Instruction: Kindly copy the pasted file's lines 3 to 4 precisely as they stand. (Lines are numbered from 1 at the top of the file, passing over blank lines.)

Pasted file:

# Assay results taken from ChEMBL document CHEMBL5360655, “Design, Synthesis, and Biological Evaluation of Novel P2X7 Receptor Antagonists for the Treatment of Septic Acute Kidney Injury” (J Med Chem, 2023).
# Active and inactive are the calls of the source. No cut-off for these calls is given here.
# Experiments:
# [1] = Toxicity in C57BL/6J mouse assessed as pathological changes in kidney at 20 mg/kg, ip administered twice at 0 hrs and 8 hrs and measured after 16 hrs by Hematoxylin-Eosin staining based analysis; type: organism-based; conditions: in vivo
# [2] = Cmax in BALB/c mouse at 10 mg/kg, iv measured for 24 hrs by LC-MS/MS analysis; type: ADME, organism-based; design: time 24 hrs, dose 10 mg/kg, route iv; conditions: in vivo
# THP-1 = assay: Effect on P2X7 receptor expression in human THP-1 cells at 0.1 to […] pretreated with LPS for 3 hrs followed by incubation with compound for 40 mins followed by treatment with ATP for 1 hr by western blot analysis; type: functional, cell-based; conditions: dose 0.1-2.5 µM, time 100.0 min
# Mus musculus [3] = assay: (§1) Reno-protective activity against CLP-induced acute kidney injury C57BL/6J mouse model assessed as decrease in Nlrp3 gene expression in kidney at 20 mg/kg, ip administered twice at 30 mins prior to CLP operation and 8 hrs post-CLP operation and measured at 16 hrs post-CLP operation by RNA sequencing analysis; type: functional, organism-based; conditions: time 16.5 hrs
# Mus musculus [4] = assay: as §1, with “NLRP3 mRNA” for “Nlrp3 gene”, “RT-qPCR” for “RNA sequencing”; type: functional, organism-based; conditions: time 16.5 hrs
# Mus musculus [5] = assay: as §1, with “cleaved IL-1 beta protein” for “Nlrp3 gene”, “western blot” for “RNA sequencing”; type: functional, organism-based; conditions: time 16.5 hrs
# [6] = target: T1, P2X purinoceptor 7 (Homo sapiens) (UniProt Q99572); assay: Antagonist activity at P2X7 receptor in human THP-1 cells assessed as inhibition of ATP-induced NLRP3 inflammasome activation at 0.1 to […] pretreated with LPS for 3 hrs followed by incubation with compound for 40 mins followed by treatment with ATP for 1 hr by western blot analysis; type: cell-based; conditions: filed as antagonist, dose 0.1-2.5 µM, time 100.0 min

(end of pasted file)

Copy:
# Experiments:
# [1] = Toxicity in C57BL/6J mouse assessed as pathological changes in kidney at 20 mg/kg, ip administered twice at 0 hrs and 8 hrs and measured after 16 hrs by Hematoxylin-Eosin staining based analysis; type: organism-based; conditions: in vivo